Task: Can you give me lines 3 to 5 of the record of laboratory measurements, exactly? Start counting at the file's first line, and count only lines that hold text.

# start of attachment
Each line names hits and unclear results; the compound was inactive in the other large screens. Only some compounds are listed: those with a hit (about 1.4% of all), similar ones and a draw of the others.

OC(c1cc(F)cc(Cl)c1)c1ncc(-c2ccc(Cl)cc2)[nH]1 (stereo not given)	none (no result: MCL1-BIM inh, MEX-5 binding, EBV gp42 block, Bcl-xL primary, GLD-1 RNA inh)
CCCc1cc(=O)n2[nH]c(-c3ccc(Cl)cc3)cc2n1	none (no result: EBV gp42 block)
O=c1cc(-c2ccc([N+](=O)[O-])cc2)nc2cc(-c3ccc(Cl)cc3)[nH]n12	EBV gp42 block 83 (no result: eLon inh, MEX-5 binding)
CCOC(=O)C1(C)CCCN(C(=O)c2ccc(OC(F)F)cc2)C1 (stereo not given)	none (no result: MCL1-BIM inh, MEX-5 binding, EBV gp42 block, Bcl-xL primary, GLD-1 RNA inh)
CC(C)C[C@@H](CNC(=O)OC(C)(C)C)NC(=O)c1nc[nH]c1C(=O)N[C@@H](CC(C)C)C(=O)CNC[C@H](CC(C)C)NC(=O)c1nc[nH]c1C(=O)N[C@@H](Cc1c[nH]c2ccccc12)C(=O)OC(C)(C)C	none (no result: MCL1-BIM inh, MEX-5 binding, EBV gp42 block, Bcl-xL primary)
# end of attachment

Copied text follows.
CCCc1cc(=O)n2[nH]c(-c3ccc(Cl)cc3)cc2n1	none (no result: EBV gp42 block)
O=c1cc(-c2ccc([N+](=O)[O-])cc2)nc2cc(-c3ccc(Cl)cc3)[nH]n12	EBV gp42 block 83 (no result: eLon inh, MEX-5 binding)
CCOC(=O)C1(C)CCCN(C(=O)c2ccc(OC(F)F)cc2)C1 (stereo not given)	none (no result: MCL1-BIM inh, MEX-5 binding, EBV gp42 block, Bcl-xL primary, GLD-1 RNA inh)